The popularity of the 59-year-old Peronist -- who is part of a bloc of left-leaning South American leaders including Evo Morales of Bolivia and Rafael Correa of Ecuador -- fell by 8.1 percentage points between August and July alone.Scapegoating doesn't always work...
The international bond market has shunned Argentina since its 2002 sovereign debt default and subsequent embrace of policies that emphasize state intervention in the markets and heavy government spending meant to stoke economic growth.
As recently as September last year, a month before winning her second term, Fernandez had 64.1 popularity while campaigning on promises of deepening the interventionist policy model of her late husband and predecessor as president, Nestor Kirchner.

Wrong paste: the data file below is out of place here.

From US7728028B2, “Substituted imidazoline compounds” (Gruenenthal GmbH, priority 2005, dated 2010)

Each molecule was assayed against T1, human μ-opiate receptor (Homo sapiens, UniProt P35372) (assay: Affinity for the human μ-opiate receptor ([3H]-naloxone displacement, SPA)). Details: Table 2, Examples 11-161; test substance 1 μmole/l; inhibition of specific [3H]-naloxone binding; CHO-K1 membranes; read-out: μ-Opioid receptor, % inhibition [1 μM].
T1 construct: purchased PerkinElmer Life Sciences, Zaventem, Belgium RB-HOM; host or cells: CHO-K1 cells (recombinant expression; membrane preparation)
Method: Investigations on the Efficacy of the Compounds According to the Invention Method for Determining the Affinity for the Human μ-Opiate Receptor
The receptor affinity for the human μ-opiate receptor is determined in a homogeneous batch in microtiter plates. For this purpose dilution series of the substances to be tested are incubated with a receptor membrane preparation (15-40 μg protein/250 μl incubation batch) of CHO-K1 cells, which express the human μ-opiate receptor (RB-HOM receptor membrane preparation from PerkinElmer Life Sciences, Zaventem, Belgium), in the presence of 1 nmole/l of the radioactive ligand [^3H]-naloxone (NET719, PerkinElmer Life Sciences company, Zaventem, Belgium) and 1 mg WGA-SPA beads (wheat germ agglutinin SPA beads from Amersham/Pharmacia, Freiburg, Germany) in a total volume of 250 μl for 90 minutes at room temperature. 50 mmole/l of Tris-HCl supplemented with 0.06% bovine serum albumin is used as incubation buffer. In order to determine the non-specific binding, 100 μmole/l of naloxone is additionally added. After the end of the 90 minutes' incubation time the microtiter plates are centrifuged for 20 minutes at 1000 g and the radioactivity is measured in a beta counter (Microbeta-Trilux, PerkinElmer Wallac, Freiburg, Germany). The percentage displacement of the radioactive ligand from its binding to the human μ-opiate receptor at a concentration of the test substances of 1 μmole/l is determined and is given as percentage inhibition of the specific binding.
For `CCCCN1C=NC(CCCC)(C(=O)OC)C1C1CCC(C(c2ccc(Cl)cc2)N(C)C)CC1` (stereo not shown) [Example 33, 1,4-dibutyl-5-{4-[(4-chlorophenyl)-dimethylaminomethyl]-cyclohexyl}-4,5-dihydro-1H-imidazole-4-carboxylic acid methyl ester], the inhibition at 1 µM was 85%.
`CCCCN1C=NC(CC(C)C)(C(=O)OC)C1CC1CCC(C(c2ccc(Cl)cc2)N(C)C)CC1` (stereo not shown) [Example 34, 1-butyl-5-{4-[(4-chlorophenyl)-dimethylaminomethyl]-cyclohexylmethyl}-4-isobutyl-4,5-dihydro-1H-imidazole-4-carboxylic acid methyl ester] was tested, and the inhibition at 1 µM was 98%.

Since then the economy has slowed, and the poll suggests most people are not buying Fernandez's argument that external factors, such as Europe's financial mess, are mostly to blame.
Argentina's economic activity was flat in June, according to the official EMAE index, which is a close proxy for gross domestic product.
Of those surveyed by Management and Fit, 44.5 percent said government policy was the main cause of the stagnation. Only 8.0 percent blamed it on spillover from sluggish world growth.
Sunday, August 26, 2012
Don't Vote For Me, Argentina
Bad news: Argentina's semi-hot socialist in chief isn't doing so well these days: